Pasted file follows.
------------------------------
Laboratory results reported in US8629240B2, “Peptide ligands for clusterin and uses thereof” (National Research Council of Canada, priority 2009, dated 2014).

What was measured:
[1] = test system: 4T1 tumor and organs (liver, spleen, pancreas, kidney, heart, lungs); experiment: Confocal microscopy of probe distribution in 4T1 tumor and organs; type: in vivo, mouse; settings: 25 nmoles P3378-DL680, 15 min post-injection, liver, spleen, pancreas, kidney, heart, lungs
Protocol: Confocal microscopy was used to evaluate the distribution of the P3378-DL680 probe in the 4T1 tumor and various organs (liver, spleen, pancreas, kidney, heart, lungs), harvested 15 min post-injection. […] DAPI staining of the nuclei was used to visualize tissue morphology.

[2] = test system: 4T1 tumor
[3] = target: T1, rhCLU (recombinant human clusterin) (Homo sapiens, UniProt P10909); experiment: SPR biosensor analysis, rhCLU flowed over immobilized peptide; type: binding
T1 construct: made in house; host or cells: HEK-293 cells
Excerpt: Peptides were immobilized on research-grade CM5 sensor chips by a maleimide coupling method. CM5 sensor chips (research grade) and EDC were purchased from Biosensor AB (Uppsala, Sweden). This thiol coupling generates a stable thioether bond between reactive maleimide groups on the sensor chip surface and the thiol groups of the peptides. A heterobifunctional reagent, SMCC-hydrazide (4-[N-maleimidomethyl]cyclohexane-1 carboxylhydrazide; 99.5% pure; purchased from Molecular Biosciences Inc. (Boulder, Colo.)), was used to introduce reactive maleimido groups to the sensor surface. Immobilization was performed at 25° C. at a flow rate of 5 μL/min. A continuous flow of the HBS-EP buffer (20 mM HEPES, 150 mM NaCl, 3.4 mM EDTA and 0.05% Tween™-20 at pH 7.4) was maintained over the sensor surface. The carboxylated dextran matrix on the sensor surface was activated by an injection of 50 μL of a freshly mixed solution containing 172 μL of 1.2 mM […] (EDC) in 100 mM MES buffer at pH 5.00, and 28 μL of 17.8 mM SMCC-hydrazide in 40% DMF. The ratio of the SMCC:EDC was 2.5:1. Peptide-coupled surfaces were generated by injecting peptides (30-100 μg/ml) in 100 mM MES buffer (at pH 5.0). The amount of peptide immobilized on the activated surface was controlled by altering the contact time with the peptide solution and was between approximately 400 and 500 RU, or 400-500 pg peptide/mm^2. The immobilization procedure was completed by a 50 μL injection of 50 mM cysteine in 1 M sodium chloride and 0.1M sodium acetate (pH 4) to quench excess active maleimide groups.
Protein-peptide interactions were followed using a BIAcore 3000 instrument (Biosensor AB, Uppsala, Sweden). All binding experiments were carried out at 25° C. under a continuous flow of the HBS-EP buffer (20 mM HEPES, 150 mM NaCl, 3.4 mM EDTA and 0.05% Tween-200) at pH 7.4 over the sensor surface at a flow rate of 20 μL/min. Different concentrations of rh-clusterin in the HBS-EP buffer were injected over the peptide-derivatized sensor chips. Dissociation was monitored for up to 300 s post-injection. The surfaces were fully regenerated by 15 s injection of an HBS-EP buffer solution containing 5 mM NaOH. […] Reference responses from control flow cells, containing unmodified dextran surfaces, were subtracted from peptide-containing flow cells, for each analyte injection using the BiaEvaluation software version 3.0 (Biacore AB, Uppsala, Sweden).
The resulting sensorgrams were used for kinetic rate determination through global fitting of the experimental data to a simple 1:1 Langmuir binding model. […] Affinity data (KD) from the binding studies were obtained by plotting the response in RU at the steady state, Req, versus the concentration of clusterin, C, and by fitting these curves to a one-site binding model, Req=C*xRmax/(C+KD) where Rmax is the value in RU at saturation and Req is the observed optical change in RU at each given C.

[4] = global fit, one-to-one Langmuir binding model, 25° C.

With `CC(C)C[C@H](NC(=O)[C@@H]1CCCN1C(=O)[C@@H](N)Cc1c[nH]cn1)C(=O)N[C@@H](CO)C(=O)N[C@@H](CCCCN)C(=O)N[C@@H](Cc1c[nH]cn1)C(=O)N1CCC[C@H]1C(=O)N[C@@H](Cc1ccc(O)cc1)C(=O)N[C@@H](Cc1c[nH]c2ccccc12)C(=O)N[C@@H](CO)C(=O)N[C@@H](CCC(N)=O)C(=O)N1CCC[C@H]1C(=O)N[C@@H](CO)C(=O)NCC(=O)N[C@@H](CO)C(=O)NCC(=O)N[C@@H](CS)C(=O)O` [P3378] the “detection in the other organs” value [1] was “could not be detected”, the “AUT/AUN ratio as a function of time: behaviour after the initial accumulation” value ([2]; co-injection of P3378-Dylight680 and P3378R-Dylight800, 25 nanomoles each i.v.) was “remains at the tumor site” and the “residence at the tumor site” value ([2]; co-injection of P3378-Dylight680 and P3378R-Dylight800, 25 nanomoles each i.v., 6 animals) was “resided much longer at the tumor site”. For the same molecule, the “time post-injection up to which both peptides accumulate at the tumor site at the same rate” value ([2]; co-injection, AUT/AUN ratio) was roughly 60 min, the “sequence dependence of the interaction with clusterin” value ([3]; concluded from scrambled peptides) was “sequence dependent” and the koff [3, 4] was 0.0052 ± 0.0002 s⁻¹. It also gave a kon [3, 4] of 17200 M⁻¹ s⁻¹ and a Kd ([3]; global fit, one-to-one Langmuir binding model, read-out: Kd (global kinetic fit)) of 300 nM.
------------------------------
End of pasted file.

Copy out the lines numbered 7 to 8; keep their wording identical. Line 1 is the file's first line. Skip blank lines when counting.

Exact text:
T1 construct: made in house; host or cells: HEK-293 cells
Excerpt: Peptides were immobilized on research-grade CM5 sensor chips by a maleimide coupling method. CM5 sensor chips (research grade) and EDC were purchased from Biosensor AB (Uppsala, Sweden). This thiol coupling generates a stable thioether bond between reactive maleimide groups on the sensor chip surface and the thiol groups of the peptides. A heterobifunctional reagent, SMCC-hydrazide (4-[N-maleimidomethyl]cyclohexane-1 carboxylhydrazide; 99.5% pure; purchased from Molecular Biosciences Inc. (Boulder, Colo.)), was used to introduce reactive maleimido groups to the sensor surface. Immobilization was performed at 25° C. at a flow rate of 5 μL/min. A continuous flow of the HBS-EP buffer (20 mM HEPES, 150 mM NaCl, 3.4 mM EDTA and 0.05% Tween™-20 at pH 7.4) was maintained over the sensor surface. The carboxylated dextran matrix on the sensor surface was activated by an injection of 50 μL of a freshly mixed solution containing 172 μL of 1.2 mM […] (EDC) in 100 mM MES buffer at pH 5.00, and 28 μL of 17.8 mM SMCC-hydrazide in 40% DMF. The ratio of the SMCC:EDC was 2.5:1. Peptide-coupled surfaces were generated by injecting peptides (30-100 μg/ml) in 100 mM MES buffer (at pH 5.0). The amount of peptide immobilized on the activated surface was controlled by altering the contact time with the peptide solution and was between approximately 400 and 500 RU, or 400-500 pg peptide/mm^2. The immobilization procedure was completed by a 50 μL injection of 50 mM cysteine in 1 M sodium chloride and 0.1M sodium acetate (pH 4) to quench excess active maleimide groups.